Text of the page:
If you are into planes and airshows, you have got to see this. Every summer Oshkosh, Wisconsin becomes the biggest air attraction on earth. For a week flight enthusiasts flock here, camp out in the fields, park their campers and even their planes around the Wittman Regional Airport. This is home to EAA, the recreational aviators organization founded in Wisconsin in 1953 by a group of folks who wanted to build their own planes. (I have a great uncle who did that once. Used a kitchen colander for a prop cone and flew from Detroit to northern Wisconsin!) EAA annual airshow AirVenture is nothing short of a giant lovefest for all things related to flying. You have to love a festival that gives not only driving directions but flying directions. I managed to get up to Oshkosh for it this year, my first time ever I am ashamed to say. It lives up to its hype.
Thursday night George Lucas was on hand to give a preview of his latest film, Red Tails, the story of the Tuskegee Airmen, the first African-American combat pilots. Harrison Ford presented Clear and Present Danger for the movie of the night Wednesday. Just for Friday, looking at the schedule of events, I counted nearly 225 events throughout the day, from 7am to 8:30pm. Events included demos, workshops, movies, presentation, forums and talks, award ceremonies, and even a live performance from Gary Sinise and the Lieutenant Dan Band. The central event, however, is the airshow, which ran from 3:30-6pm. It had it all: war planes, performance flights, rocket-powered trucks, gliders, parachutists, and a bit of high explosives.
One of the craziest performances was that of Jeff Boerboon, the 2010 National Champion of performance pilots. He pulled some stunts that if you hadn’t known you were watching an airshow you would have thought, “Oh my god, I’m about to see someone die.” End-over-end stuff, upside down and backwards. Another pilot went straight up into a stall and “parked” there for a few moments. Needless to say these performance planes have some seriously powerful engines.
Of all the cool new technology I thought this one was the tops. ICON is almost like a jet ski with wings. The company is taking orders for its amphibious sports plane, with a reduced deposit of $2000. Expected price? $139,000. Go to the website to see a flight demo. Oh so cool.
The Harrier Jump Jet was one of the stars of the show. Capable of really short take offs, it can also fly lift off straight up (with some serious extra fuel expenditure of course).
We watched the Harrier make a few earsplitting passes along the flightline and then it came back and stopped — midair — right in front of us. Backed up a bit too.
Then it turned around in place, moved side to side a bit. Very impressive.
This is the B-29 Superfortress, the same class of plane as the Enola Gay, the bomber that carried the first atomic bomb to Hiroshima. The announcer shared a bit of history with us: they didn’t activate that bomb until they were well in the air. Reason? Four out of five of these planes crashed on take off. Yikes. That seems impossible and I remain wondering if I heard that correctly. (Takeoffs from Tinian (where the Enola Gay was based) maybe?) This is Fifi, the last flying B-29. The project to develop the plane that would ultimately deliver the Bomb, cost more than the Manhattan Project.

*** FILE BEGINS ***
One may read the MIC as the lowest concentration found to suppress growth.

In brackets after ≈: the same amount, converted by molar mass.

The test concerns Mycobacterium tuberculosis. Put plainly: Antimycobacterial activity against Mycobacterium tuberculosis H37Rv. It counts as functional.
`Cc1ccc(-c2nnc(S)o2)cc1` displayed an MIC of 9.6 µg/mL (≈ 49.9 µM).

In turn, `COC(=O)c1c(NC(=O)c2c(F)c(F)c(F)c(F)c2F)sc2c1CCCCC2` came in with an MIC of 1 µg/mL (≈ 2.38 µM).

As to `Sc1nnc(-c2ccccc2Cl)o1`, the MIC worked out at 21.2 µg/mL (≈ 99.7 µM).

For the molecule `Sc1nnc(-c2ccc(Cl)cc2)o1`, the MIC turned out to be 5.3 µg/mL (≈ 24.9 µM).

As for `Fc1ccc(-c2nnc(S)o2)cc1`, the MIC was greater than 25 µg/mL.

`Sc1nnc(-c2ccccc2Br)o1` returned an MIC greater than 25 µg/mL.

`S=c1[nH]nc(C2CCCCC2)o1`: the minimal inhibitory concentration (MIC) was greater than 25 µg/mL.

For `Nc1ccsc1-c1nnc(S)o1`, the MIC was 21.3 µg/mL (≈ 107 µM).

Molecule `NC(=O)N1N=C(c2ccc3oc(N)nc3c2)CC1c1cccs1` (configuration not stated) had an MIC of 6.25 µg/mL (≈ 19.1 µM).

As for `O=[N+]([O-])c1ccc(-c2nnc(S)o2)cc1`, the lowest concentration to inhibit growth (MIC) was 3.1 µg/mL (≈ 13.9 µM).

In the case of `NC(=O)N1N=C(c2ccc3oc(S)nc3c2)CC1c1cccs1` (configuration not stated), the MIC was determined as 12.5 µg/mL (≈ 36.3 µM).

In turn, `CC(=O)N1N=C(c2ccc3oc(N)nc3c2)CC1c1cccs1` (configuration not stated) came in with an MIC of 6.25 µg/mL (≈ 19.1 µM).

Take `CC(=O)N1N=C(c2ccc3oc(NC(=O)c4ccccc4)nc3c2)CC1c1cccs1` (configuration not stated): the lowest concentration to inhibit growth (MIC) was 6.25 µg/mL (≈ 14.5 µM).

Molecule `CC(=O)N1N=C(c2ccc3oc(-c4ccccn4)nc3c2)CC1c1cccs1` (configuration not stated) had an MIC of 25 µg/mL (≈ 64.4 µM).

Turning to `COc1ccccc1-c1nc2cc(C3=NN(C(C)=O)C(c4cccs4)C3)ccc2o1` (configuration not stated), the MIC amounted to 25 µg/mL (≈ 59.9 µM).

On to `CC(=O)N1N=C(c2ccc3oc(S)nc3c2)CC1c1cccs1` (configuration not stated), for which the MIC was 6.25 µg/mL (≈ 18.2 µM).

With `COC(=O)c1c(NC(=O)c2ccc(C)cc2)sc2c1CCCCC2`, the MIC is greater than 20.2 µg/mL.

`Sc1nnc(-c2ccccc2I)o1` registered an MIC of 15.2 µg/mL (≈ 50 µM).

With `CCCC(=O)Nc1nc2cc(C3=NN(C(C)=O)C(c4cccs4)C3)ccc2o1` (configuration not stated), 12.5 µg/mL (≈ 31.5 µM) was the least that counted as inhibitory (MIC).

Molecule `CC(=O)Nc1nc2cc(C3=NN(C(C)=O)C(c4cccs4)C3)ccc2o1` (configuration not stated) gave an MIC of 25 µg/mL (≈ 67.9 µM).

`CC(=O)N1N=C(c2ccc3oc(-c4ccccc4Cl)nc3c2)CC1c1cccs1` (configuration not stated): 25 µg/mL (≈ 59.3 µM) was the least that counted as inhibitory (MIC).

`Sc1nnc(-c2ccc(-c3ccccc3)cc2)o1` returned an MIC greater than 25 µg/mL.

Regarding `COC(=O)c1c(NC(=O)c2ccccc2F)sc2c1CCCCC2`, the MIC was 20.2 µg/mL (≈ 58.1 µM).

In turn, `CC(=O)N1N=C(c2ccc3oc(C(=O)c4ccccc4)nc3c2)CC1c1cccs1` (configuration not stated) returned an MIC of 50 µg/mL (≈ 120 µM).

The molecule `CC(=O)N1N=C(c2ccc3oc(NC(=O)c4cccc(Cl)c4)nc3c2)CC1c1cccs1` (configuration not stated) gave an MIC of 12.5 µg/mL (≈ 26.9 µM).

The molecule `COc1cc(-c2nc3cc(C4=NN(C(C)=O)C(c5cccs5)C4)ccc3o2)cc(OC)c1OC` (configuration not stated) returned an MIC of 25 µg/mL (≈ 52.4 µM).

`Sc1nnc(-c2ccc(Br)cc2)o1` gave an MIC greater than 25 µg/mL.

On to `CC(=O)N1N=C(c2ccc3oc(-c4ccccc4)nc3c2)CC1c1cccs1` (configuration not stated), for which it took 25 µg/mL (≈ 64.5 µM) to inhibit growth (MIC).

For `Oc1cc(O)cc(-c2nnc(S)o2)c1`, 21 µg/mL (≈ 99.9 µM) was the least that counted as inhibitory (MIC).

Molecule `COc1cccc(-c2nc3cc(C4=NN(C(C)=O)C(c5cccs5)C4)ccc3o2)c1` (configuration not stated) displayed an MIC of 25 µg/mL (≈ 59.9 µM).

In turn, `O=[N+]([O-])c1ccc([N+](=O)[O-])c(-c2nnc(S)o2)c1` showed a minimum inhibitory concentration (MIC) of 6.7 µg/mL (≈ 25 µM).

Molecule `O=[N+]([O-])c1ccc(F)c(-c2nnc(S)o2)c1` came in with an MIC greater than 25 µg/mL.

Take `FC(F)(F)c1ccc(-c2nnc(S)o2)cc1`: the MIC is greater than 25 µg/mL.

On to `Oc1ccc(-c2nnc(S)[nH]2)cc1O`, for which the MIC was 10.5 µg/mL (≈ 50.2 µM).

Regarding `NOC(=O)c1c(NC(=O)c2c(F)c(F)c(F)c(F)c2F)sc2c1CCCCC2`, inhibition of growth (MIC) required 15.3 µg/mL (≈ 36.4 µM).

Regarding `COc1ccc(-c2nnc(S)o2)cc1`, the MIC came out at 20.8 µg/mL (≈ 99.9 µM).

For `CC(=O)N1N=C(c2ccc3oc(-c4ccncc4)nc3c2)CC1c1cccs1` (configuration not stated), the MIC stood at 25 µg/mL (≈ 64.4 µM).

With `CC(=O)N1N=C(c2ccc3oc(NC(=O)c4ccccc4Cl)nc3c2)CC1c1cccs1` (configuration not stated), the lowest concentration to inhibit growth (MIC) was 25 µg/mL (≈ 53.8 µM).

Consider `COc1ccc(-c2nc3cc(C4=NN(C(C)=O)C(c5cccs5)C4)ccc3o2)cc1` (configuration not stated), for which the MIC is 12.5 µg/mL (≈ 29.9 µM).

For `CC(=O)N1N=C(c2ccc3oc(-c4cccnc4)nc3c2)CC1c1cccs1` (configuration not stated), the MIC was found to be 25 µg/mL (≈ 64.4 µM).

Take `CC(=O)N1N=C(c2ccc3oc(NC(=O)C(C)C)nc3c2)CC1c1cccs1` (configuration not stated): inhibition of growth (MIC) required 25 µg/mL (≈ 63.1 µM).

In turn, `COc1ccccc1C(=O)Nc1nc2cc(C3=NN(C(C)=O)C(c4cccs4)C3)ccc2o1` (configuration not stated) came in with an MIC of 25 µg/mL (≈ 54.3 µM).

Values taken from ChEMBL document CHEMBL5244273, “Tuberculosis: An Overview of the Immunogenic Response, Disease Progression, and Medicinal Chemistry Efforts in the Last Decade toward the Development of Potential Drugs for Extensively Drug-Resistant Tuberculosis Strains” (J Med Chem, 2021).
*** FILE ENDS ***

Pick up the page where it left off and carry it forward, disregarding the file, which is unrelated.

Plane crash??? No (though those do happen from time to time, sometimes fatally). As this was Veteran’s Day at the airshow, the war planes were featured. Along with flight displays, some troop vehicles with machine guns drove along the flightline with men dressed in combat gear in the 86-degree heat. Planes made passes and dynamite charges were set off to simulate bombs. Very loud, but not nearly as loud or potent as an actual bomb. So while most people were oohinh and aahing, I’ll be honest: I imagined what that would have been like to have the real deal blowing up all around you, endlessly, for a night, or a week, or months, years. It gave me chills despite the heat.
This was the grand finale: the Wall of Fire as the B-29 flew over. There was a famous photo of Mt Saint Helens erupting which was taken when a photographer carefully set up the camera and tripod… and then bumped it off center when he ran to it when the eruption finally took place, thus framing it perfectly as it blew out the side of the mountain. This is like the exact opposite of that shot. I failed to set up in time and shot over some guy’s shoulder on steps and captured the area to the side of where the Wall of Fire was laid out, missing the flames and much of the event. I’m grumpy again just thinking about it. Grrr. Be prepared.
These are not professionals. These are recreational pilots who showed up before the airshow and had some training in flying formation. Very difficult and these guys were outstanding.
Another formation flyover. With air raid sirens going in the background, it was a helluva a sight.
Yes, that plane is upside down. And falling. And spinning a bit. No big deal. (eyebrows raised)
Kids loved all this, but ear protection is recommended. Obviously a fly-in fan, this guy’s got his a kid a theme-appropriate stroller.
This is a glider of sorts with a small jet engine on top. Bob Carlton uses the jet to takeoff and to gain altitude, then shuts it off to do his sailing performance.
You could still hear the whistle of a jet, but it was only the wind rushing through them as Carlton made a spectacular show without an engine.
Here it is, the commercial jet we’ve all been waiting for: the Boeing 787 Dreamliner. Folks lined up in the hot sun to see it and to have a simulated airport experience: standing uncomfortably in line for hours wondering why the hell it is taking so long. No patdowns at least.
After the airshow, the Boeing 787 lined up for takeoff.
As the Boeing 787 took to the air, the pilot gave a modest little tip of the wings. Not quite as dramatic as a barrel roll, but hey.